1709: Thomas Smith, Aaron Jones, Joseph Wells, and John Long 1953: Carl Hall and Bonnie Brown Heady

1668: Walter P(e)ake

December 17th, 2019 Headsman

On this date in 1668, Walter Peake or Pake was hanged in front of his own inn, for the drunken murder of his friend (and his occasional lawyer).

Our narrative below comes from an 1855 volume determined to establish the ancient presence (if not perhaps the consistently laudable behavior) of Catholics in Maryland. The distractingly jagged interposition of microquotes is original to the piece; these all allude to the record of the trial preserved in the Archives of Maryland, Volume 57. The indictment appears on p. 352 and after a couple of additional interceding indictments touching unrelated cases, the record of Peake/Pake’s trial unfolds from p. 354-356.

A genealogist’s take on this dangling ancestor is also available here.


It still remains for us, to notice the life of another Assembly-man of 1649; but one upon whose memory, is cast the shade of sin and shame; whose fate it was, under the stern laws of that period, to look forward, as the consequence of his own deed, to the forfeiture of all his lands, and to the beggary of his children; and, about the sixtieth year of his age, to suffer a felon’s death. The time of his arrival is not exactly known; but it is probable, he came in 1646; and that, in 1648 and 1649 (when he sat in the Assembly, apparently one of the most respectable members), he resided in Newtown hundred; as he certainly did soon afterwards, and for a period of many years later. From his association with Governor Calvert, we cannot doubt the sincerity of his attachment to the proprietary’s government. There is also further evidence of his faith in the Roman church, derived from the fact, that he did not sign the Protestant Declaration; from the composition of the jury, which tried his painful case; from his intimacy with many of the noted members of the Roman church, from more than one of whom did his children, at different times, receive those gifts, which it was so much the practice of the early colonial god-fathers to present; from the well-known Roman Catholic family of Peake, living in St. Mary’s, as late as the American Revolution, whose ascent indeed cannot be clearly traced (such has been the destruction of our records), but who, we have but little ground to doubt, were either his lineal or his collateral descendants; from the names given to his children; and from the marks borne by the tracts, he had taken up. His eldest daughter was named after the Virgin Mother; his son, in remembrance of him who is regarded as the chief of the Apostles, and the founder of the universal primacy of the Roman see. The names of his wife, of a second daughter, of a third member of his family, and of a friend, were, each of them, given to corresponding tracts, all of which had the prefix of St. More estates were surveyed for him, with the Roman Catholic mark, than for Governor Calvert, for Capt. Cornwallis, for Mr. Lewger, for Doctor Gerrard, or for any other Roman Catholic colonist in the whole province of Maryland. The evidence is conclusive.

At St. Mary’s city, in the month of December, during the year 1668, sat the high Provincial Court of the Right Honorable Cecilius, the lord proprietary. Charles Calvert, the governor, subsequently the third baron of Baltimore, was the chief justice. Before the bar of this tribunal, appeared this Assembly-man, indicted for the murder of William Price, by piercing him, with a “sword,” “on the left,” “through, to his right side, under the shoulder;” and then cutting his “throat,” to “the depth of three inches.” His plea (the usual one in such cases) was Not Guilty. Thomas Sprigg was the chief member of the grand jury; and Christopher Rowsby (destined, himself, many years afterwards, to die by the hand of violence*), the foreman of the panel summoned to try the case. No technical objection is made to the indictment; no attorney appears on the prisoner’s behalf; no testimony is offered in his defence; no witness for the proprietary, in any way, crossexamined.” The jury retire; but soon return with their verdict. Asking the court to say, whether the deed was manslaughter, or murder; they find he “is guilty of the death,” but “was drunk” at the time, and knew not “what he did.” He addresses no appeal to the sympathy of the judges; he submits no objection to the form of the verdict; but still remains in silence. “The whole bench, then,” decide, he is guilty of “murder.” But neither against the decision of the court, nor the impending sentence of death, does he utter a word. Once, and once only, did he open his mouth. It was the moment after the sentence. Then, he “desired,” as a favor (and the request was not denied), that “he” might “suffer death before his own house, where he” had “committed the fact.” Thus perished and passed away, upon the gallows, in the spirit of a Catholic penitent, after a life of toilsome, heroic sacrifice in the wilderness, one of the men so honorably connected with the most sublime and magnificent conception of the seventeenth century! Pope Alney was the name of his executioner — the only fact, which gives him a claim to any place upon the page of our country’s history.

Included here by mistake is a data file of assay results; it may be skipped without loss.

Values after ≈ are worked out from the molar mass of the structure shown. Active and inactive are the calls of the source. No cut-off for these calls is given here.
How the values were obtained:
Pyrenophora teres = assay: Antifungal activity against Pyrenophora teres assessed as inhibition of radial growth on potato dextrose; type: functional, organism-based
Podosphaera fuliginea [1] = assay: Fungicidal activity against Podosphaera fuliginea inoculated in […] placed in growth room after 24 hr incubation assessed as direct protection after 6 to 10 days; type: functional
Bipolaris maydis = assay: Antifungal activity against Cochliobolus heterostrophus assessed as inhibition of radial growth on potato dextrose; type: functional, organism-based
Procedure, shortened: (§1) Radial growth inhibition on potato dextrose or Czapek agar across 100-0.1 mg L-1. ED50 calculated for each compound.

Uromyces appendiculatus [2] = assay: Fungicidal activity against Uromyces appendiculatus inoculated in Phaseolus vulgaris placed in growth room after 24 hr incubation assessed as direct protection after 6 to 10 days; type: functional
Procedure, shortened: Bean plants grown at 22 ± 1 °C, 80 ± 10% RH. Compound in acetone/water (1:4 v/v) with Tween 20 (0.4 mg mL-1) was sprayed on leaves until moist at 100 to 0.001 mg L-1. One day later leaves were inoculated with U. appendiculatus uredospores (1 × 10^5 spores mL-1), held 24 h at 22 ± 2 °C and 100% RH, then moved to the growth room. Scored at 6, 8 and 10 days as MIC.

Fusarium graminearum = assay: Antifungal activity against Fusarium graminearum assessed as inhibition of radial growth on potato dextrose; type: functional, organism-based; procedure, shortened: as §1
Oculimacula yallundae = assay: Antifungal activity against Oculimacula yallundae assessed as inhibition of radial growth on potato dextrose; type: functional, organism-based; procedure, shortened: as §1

* Rowsby (alternatively, Rousby) was fatally stabbed by George Talbot, a nephew of Lord Baltimore. (There’s a Talbot County, Maryland, which isn’t named for him personally but whose existence testifies to his family’s pull.) Talbot hid out in a cave that still bears his name on Garrett Island (aka Watson’s Island) — diligently fed by falcons, per local legend — before surrendering himself to judgment and the pardon of his kinsman, the governor. -ed.

On this day..

Entry Filed under: 17th Century,Businessmen,Capital Punishment,Common Criminals,Crime,Death Penalty,England,Execution,Hanged,Maryland,Murder,Public Executions,USA

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